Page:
Important things

Drove north and east to visit Erie, PA today, where my writing pals Alan DeNiro and Kristin Livdahl were visiting Alan’s parents.  Had a great several hours to talk and catch up with them before having to head back home (and them having to catch a flight back to Minnesota).  But on the way home, I strayed away from the interstate and into the rural back roads that make up the geography of my childhood and adolescence. Which I’ve been writing about lately in a course I’m taking in my MFA program at Chatham University, which focuses on writing about place, nature, and the environment.  Lately I’ve been writing these tiny little lyrical essayistic things–I’m not sure what to call them–that make use of poetic lyricism and imagery and tone to convey more than the controlled logical arguments of a traditional essay, which all center around both the rural environment I grew up in, as well as the post-industrial urban environment I moved into for college.  As I write them, I’m starting to see they may be small word objects that go together as a mosaic collage-like exploration of some of the stranger or anachronistic sites, objects, and experiences that are specific to rural and post-industrial Ohio.

Driving through the place where I spent my formative years, back into Youngstown afterward, provided me with reminders of things I’d forgotten, details and memories evoked from those details, that make me want to explore this type of writing beyond my fiction in the future, regardless of my degree being nearly completed.  I wasn’t sure, to be completely honest, what I would think about a course on Nature and Environmental Writing, but it turns out it provides a rich writing (and reading) experience that I hadn’t expected.  I also hadn’t expected to discover I’d been reading and enjoying a certain amount of that kind of writing for years without knowing that’s what it was.  This past week, for instance, we read a piece by Ursula K. Le Guin that I had read years ago, from her collection, Unlocking the Air, called “The Creatures on My Mind” as a meditative piece on human/non-human life form relationships.  Rereading that, I was also reminded of one of my formative experiences as a writer, reading Le Guin, and how–if I could have my way, and be good enough on top of having my way–I wanted from an early age to be a writer like Ursula Le Guin, who did not do one particular thing, but many different kinds of writing, for children, teens, adults, science fiction and fantasy, magical realism, realism, poetry, nature writing, essays, literary translation.  I admired how she went wherever her material took her, and explored a variety of forms.  So along with being reminded of details and memories from the first twenty years of my life this weekend, I was reminded of my early writerly desire to work in a variety of forms.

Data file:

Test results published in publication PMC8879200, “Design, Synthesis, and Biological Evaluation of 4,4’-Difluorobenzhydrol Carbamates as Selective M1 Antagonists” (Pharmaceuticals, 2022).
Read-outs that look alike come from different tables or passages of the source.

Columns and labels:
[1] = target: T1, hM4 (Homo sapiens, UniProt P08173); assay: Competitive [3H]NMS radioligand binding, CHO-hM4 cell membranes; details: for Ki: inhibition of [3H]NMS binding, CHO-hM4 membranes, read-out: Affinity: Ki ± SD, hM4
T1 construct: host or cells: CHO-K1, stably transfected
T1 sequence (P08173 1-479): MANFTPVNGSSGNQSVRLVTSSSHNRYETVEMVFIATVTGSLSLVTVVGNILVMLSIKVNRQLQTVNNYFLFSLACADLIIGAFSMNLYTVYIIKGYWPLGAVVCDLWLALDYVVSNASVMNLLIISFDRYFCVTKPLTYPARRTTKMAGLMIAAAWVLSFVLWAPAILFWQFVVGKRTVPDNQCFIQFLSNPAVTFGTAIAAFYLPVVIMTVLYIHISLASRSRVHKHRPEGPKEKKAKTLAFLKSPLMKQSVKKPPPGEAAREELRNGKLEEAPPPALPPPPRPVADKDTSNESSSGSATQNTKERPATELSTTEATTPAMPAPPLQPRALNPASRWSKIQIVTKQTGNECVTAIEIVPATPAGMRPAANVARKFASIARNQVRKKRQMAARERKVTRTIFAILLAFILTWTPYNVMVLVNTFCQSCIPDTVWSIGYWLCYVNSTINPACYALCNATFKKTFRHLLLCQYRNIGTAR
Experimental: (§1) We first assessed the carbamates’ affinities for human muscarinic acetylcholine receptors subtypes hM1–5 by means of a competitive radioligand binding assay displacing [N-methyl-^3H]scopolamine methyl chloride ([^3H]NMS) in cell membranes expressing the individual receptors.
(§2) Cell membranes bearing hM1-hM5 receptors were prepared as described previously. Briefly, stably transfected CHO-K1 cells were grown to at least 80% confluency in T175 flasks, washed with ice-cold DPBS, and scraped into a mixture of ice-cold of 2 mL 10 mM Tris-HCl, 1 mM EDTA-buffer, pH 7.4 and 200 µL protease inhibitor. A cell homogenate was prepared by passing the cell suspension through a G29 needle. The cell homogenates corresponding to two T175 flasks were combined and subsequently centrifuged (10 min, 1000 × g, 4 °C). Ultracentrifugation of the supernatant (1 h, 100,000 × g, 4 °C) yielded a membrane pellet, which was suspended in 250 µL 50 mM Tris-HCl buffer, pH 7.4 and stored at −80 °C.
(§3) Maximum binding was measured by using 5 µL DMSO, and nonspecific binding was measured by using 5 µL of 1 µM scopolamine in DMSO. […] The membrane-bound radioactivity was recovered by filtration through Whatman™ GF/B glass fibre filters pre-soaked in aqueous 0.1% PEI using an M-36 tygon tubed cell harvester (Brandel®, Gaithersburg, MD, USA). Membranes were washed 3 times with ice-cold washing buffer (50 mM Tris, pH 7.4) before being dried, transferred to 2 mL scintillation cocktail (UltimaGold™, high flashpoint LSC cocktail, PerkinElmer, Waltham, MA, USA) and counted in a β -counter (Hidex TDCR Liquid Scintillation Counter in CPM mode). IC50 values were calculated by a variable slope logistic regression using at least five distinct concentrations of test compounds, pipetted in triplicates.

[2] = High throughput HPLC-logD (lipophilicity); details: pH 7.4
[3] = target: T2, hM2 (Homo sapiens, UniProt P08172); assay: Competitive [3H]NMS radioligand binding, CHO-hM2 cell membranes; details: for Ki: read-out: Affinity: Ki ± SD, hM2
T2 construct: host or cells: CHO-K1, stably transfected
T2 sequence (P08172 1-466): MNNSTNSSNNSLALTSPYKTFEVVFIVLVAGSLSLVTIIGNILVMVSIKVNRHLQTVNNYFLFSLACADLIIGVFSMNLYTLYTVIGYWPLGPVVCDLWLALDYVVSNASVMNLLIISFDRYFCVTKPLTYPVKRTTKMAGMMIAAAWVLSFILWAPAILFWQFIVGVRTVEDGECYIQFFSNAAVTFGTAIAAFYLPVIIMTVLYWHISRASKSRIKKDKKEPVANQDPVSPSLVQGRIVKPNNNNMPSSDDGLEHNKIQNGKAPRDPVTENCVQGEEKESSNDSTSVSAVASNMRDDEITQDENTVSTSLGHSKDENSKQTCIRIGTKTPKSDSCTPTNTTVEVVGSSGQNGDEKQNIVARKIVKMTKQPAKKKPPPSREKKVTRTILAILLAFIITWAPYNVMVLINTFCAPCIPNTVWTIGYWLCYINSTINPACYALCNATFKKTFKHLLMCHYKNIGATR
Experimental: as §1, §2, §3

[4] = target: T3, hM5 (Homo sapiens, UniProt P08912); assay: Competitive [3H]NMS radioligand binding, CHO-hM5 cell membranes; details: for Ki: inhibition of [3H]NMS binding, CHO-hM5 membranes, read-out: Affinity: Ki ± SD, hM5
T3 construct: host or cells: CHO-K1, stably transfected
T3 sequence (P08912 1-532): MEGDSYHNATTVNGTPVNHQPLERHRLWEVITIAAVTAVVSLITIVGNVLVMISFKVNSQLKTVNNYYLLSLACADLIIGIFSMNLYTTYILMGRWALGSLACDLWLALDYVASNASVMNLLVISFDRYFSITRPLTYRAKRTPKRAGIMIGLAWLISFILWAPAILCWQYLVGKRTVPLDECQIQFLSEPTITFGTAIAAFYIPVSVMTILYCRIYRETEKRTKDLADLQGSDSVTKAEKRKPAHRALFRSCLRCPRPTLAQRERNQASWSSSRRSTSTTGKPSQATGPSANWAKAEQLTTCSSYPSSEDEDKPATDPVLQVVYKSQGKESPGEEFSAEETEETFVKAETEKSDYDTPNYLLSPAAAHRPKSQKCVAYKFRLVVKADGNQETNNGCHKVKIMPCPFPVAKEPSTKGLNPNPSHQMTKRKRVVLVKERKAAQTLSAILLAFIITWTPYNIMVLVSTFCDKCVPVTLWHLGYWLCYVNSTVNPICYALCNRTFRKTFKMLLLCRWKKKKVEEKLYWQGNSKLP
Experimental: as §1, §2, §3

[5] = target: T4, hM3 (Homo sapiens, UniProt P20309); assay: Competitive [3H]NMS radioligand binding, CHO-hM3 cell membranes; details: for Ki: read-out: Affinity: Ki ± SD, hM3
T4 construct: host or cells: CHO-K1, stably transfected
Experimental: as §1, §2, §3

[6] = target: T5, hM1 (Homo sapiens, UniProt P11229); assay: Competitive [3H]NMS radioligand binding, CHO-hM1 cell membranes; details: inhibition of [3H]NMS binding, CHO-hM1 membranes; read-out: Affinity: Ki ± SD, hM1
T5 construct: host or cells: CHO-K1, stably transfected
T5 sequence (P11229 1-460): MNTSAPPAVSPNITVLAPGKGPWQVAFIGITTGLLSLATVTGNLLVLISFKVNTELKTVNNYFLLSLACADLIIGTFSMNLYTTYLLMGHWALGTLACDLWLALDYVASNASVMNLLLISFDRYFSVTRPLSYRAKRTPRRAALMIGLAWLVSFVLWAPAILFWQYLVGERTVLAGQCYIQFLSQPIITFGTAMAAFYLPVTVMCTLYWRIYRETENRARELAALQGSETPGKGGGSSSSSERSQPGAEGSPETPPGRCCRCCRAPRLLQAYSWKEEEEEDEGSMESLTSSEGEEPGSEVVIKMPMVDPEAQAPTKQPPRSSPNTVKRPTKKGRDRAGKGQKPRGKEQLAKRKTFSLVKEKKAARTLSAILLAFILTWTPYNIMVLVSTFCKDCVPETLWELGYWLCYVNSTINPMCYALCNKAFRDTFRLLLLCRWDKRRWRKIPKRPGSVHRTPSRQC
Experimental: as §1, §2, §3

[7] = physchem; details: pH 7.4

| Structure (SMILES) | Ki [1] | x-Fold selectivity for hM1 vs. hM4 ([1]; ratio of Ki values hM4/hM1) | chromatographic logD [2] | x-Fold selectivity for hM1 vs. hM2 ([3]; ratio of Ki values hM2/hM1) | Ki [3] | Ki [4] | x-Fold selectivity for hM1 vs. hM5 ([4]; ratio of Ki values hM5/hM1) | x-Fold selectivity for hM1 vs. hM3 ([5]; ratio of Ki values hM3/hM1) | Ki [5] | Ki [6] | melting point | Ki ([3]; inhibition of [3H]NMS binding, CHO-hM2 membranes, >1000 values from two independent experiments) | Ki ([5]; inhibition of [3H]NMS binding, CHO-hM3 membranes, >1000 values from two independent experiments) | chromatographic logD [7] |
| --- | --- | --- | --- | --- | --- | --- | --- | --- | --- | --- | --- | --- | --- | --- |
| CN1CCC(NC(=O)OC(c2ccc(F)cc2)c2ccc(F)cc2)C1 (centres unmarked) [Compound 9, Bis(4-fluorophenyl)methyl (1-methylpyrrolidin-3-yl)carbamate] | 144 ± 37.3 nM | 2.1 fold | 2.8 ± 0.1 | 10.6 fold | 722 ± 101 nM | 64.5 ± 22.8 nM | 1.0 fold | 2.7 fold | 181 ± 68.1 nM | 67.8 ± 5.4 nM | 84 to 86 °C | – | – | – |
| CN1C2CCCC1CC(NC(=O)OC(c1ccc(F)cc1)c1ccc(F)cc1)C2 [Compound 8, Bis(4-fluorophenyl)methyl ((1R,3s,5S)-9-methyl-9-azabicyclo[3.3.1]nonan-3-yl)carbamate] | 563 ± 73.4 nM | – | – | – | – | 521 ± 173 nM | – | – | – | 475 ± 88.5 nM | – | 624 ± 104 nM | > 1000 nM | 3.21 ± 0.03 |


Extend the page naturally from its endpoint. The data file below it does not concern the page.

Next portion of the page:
It’s been good, lately, to find myself returning to myself, as I must admit that the past two years of being a full time teacher and a half time student has scattered my energies in so many ways that I sometimes lost track of important things.

Wick Park Revitalization Project

Please join Defend Youngstown and Youngstown CityScape with the professional services of The Urban Design Center of Northeast Ohio in our initial meeting for Community-wide input in the WICK PARK REVITALIZATION PROJECT.

What: Share sense of history of Wick Park, information about the current conditions, restrictions on its use; discuss community goals and intended outcome of the park planning process. Chance to sign up for hands on projects in the park.
Who: All interested individuals, businesses, institutions, neighborhood organizations, non-profits.
When: Saturday, March 15, 2008, 11:00 am
Where: Wick Park Pavilion

Please RSVP to or 330-742-4040